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Enhancement of sorghum grain yield and nutrition: A role for arbuscular mycorrhizal fungi regardless of soil phosphorus availability

Watts-Williams, S. J., Gill, A. R., Jewell, N., Brien, C. J., Berger, B., Tran, B. T. T., Mace, E., Cruickshank, A. W., Jordan, D. R., Garnett, T. and Cavagnaro, T. R. (2021) Enhancement of sorghum grain yield and nutrition: A role for arbuscular mycorrhizal fungi regardless of soil phosphorus availability. PLANTS, PEOPLE, PLANET, n/a (n/a).

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Article Link(s): https://doi.org/10.1002/ppp3.10224

Publisher URL: https://nph.onlinelibrary.wiley.com/doi/abs/10.1002/ppp3.10224

Abstract

Societal Impact Statement Sorghum is an important cereal crop that provides calories and nutrients for much of the world's population, and it is often grown with low fertiliser input. Optimising the yield, nutritive content and bioavailability of sorghum grain with minimal input is of importance for human nutrition, and arbuscular mycorrhizal (AM) fungi have previously shown potential to assist in this. Across sorghum genetic diversity, AM fungi improved the yield, nutrition and zinc and iron bioavailability of grain in a low phosphorus soil. Thus, food production systems that effectively manage AM fungi may improve consumer outcomes. Summary Sorghum is a C4 cereal crop that is an important source of calories and nutrition across the world, predominantly cultivated and consumed in low- and middle-income countries. Sorghum can be highly colonised by arbuscular mycorrhizal (AM) fungi, and the plant-fungal association can lead to improvements in biomass and nutrient uptake. High-throughput phenotyping allows us to non-destructively interrogate the ‘hidden’ effects of AM fungi on sorghum growth and phenology. Eight genetically diverse sorghum genotypes were grown in a soil amended with 2 or 20 mg P kg−1 and inoculated with an AM fungal culture of Rhizophagus irregularis. High-throughput phenotyping uncovered the ‘hidden’ effects of AM fungi on growth and phenology, while grain biomass, nutrition, Zn and Fe bioavailability and root AM colonisation was determined after destructive harvest. Sorghum plants colonised by AM fungi generally performed better than non-AM control plants, with greater yield, harvest indices, and grain P, Zn and Fe contents. During the early growth stages, AM colonisation led to temporary growth depressions. There were also AM fungal and P fertilisation effects on sorghum time-of-flowering. The sorghum genotype with the highest AM colonisation could barely produce grain when non-inoculated. The two genotypes that failed to mature had very low AM colonisation. Generally, the genetically diverse sorghum genotypes were highly responsive to AM colonisation and produced more grain of greater nutritive quality when colonised, without adverse consequences for micronutrient bioavailability.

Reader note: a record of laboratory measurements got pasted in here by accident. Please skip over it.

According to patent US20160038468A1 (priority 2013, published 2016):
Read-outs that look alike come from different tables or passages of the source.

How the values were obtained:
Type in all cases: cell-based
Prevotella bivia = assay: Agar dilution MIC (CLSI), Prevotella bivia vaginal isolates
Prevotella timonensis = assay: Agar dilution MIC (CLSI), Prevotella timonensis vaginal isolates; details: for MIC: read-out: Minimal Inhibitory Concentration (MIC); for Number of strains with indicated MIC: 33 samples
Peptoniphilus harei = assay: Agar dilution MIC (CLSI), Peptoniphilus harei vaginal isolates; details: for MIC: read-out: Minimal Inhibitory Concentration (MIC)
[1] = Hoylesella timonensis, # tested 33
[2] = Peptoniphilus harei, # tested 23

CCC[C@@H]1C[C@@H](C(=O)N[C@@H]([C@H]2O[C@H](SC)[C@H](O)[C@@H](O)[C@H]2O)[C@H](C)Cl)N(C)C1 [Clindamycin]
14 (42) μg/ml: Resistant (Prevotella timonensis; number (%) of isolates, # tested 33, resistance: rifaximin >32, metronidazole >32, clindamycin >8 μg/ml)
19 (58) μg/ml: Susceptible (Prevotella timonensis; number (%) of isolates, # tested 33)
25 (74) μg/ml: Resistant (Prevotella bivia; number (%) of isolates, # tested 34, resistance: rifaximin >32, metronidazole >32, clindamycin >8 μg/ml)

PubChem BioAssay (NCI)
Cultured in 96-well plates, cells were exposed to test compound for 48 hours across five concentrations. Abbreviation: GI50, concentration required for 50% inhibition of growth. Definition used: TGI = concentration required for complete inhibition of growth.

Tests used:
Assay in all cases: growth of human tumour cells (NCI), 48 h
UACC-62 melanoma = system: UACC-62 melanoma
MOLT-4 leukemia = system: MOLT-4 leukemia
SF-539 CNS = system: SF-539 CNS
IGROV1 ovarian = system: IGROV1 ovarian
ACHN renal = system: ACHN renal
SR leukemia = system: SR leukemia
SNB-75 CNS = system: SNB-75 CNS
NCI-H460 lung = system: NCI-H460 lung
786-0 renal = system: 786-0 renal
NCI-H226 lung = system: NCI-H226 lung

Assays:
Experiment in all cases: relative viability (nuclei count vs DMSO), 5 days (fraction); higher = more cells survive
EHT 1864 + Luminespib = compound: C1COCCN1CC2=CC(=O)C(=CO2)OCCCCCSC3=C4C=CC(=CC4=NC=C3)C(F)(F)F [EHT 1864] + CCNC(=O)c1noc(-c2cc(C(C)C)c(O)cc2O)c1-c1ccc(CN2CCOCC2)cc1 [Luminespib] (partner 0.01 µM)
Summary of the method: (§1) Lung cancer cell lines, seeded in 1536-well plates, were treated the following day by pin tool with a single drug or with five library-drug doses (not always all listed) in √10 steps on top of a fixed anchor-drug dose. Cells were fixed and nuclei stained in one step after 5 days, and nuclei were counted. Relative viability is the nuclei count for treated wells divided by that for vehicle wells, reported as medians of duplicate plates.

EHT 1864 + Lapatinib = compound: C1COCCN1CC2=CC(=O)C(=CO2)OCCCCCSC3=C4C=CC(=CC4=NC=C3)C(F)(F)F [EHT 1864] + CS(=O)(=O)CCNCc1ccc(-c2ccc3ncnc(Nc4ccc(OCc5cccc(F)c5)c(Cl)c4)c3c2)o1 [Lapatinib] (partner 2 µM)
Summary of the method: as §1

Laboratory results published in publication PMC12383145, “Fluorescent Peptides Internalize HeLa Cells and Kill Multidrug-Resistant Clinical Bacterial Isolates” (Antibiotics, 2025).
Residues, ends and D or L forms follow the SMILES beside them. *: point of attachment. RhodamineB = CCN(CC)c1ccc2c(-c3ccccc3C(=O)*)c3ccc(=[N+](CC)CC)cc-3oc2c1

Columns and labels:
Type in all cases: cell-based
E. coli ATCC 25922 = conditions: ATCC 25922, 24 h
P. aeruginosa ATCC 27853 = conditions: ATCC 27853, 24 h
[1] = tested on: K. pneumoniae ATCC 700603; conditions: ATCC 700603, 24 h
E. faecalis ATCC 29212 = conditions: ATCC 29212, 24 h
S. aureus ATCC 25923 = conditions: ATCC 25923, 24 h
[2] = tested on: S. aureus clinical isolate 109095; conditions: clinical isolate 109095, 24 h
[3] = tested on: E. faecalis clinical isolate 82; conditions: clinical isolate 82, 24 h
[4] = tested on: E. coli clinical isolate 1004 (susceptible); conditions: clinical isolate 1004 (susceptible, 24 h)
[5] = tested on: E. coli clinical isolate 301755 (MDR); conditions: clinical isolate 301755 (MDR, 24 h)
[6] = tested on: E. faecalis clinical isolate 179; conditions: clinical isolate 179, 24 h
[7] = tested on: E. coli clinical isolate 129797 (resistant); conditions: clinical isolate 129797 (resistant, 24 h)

Item Type:Article
Business groups:Crop and Food Science
Additional Information:Open access
Subjects:Agriculture > Agriculture (General) > Soils. Soil science
Agriculture > Agriculture (General) > Soils. Soil science > Soil and crops. Soil-plant relationships. Soil productivity
Agriculture > Agriculture (General) > Methods and systems of culture. Cropping systems
Plant culture > Field crops
Plant culture > Field crops > Sorghum
Deposited On:21 Oct 2021 04:37
Last Modified:21 Oct 2021 04:37

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